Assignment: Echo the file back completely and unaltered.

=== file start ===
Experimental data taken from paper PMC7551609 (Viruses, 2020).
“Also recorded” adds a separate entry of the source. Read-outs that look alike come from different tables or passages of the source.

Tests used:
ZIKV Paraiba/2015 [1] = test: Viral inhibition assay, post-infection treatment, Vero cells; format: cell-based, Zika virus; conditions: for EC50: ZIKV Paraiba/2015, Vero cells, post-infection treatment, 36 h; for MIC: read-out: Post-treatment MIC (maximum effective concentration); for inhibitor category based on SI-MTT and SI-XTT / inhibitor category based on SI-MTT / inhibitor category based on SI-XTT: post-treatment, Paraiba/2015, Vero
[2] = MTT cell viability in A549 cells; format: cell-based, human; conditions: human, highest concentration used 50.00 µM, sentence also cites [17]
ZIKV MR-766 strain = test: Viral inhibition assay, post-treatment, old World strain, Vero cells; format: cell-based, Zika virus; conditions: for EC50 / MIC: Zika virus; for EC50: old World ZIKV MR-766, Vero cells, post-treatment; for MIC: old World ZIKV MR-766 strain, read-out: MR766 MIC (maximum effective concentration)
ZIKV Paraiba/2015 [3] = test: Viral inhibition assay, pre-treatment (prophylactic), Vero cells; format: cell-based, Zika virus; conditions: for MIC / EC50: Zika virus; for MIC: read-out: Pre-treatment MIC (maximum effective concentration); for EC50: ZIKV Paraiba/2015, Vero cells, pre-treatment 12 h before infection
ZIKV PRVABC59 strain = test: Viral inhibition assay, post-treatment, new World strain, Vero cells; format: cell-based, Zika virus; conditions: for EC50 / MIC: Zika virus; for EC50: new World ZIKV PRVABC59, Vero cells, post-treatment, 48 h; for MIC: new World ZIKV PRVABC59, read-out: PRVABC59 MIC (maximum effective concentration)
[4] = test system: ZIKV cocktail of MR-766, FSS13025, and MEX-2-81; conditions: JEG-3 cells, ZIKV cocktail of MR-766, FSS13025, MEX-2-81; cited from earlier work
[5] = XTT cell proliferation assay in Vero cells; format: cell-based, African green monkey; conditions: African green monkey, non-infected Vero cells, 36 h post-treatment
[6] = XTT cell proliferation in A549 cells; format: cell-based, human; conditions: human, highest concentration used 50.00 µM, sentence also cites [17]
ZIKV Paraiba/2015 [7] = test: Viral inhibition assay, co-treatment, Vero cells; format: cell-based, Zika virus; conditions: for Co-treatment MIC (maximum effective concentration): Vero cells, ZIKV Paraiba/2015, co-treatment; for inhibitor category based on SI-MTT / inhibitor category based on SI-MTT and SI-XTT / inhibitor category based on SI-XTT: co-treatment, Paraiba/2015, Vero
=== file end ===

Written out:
Experimental data taken from paper PMC7551609 (Viruses, 2020).
“Also recorded” adds a separate entry of the source. Read-outs that look alike come from different tables or passages of the source.

Tests used:
ZIKV Paraiba/2015 [1] = test: Viral inhibition assay, post-infection treatment, Vero cells; format: cell-based, Zika virus; conditions: for EC50: ZIKV Paraiba/2015, Vero cells, post-infection treatment, 36 h; for MIC: read-out: Post-treatment MIC (maximum effective concentration); for inhibitor category based on SI-MTT and SI-XTT / inhibitor category based on SI-MTT / inhibitor category based on SI-XTT: post-treatment, Paraiba/2015, Vero
[2] = MTT cell viability in A549 cells; format: cell-based, human; conditions: human, highest concentration used 50.00 µM, sentence also cites [17]
ZIKV MR-766 strain = test: Viral inhibition assay, post-treatment, old World strain, Vero cells; format: cell-based, Zika virus; conditions: for EC50 / MIC: Zika virus; for EC50: old World ZIKV MR-766, Vero cells, post-treatment; for MIC: old World ZIKV MR-766 strain, read-out: MR766 MIC (maximum effective concentration)
ZIKV Paraiba/2015 [3] = test: Viral inhibition assay, pre-treatment (prophylactic), Vero cells; format: cell-based, Zika virus; conditions: for MIC / EC50: Zika virus; for MIC: read-out: Pre-treatment MIC (maximum effective concentration); for EC50: ZIKV Paraiba/2015, Vero cells, pre-treatment 12 h before infection
ZIKV PRVABC59 strain = test: Viral inhibition assay, post-treatment, new World strain, Vero cells; format: cell-based, Zika virus; conditions: for EC50 / MIC: Zika virus; for EC50: new World ZIKV PRVABC59, Vero cells, post-treatment, 48 h; for MIC: new World ZIKV PRVABC59, read-out: PRVABC59 MIC (maximum effective concentration)
[4] = test system: ZIKV cocktail of MR-766, FSS13025, and MEX-2-81; conditions: JEG-3 cells, ZIKV cocktail of MR-766, FSS13025, MEX-2-81; cited from earlier work
[5] = XTT cell proliferation assay in Vero cells; format: cell-based, African green monkey; conditions: African green monkey, non-infected Vero cells, 36 h post-treatment
[6] = XTT cell proliferation in A549 cells; format: cell-based, human; conditions: human, highest concentration used 50.00 µM, sentence also cites [17]
ZIKV Paraiba/2015 [7] = test: Viral inhibition assay, co-treatment, Vero cells; format: cell-based, Zika virus; conditions: for Co-treatment MIC (maximum effective concentration): Vero cells, ZIKV Paraiba/2015, co-treatment; for inhibitor category based on SI-MTT / inhibitor category based on SI-MTT and SI-XTT / inhibitor category based on SI-XTT: co-treatment, Paraiba/2015, Vero